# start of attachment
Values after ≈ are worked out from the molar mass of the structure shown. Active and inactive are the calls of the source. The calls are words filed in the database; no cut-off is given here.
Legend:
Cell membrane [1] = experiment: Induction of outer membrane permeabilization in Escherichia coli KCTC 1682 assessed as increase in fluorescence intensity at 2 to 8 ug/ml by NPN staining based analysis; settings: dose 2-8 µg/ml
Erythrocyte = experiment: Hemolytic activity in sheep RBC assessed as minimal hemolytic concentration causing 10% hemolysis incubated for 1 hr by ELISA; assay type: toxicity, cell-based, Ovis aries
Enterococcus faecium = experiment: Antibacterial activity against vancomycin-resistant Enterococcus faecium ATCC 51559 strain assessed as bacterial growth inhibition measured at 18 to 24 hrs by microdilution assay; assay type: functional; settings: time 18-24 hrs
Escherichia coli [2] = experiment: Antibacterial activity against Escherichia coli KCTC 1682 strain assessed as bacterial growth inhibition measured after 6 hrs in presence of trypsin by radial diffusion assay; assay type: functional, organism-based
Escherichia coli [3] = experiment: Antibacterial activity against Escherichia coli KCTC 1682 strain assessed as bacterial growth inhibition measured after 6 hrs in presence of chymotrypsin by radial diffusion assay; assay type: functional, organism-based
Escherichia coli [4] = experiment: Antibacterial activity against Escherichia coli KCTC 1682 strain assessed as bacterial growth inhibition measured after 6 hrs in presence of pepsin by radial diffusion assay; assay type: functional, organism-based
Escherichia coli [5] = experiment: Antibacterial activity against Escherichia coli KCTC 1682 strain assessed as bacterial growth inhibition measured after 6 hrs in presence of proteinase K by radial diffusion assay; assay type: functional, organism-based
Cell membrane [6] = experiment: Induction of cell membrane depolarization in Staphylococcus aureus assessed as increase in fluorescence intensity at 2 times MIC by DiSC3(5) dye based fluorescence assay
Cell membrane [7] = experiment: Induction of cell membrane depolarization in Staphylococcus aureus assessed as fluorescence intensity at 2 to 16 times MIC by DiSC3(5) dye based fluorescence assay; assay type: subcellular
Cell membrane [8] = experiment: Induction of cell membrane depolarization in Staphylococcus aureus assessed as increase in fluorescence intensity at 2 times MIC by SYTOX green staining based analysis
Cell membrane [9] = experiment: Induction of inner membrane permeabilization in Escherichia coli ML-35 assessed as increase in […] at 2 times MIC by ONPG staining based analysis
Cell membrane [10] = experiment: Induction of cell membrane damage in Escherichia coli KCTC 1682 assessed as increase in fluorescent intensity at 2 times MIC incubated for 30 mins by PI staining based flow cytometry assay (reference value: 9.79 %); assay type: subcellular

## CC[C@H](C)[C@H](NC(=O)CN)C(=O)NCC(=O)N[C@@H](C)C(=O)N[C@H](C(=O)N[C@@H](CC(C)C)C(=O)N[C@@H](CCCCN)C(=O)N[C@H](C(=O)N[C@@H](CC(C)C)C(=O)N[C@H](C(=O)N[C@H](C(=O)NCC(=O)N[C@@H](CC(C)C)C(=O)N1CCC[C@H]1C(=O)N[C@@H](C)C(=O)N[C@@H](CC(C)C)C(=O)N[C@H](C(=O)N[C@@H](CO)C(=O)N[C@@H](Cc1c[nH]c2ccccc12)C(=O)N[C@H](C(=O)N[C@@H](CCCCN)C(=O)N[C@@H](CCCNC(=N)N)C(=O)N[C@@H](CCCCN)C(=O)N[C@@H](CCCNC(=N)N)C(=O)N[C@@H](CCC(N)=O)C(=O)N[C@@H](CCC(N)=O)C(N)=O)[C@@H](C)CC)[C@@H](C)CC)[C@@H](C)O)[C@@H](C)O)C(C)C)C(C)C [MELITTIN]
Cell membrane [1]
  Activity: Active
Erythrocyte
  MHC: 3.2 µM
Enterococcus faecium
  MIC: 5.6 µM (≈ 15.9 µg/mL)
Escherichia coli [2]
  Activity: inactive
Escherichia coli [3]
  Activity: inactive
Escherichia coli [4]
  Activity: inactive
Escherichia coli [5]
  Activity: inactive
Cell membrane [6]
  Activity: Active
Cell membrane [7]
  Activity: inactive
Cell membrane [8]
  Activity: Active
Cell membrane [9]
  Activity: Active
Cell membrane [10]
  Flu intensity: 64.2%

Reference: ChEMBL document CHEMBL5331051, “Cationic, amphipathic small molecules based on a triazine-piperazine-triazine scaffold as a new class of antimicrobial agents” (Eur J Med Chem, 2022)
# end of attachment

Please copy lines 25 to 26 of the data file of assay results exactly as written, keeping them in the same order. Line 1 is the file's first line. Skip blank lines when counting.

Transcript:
  Activity: inactive
Escherichia coli [4]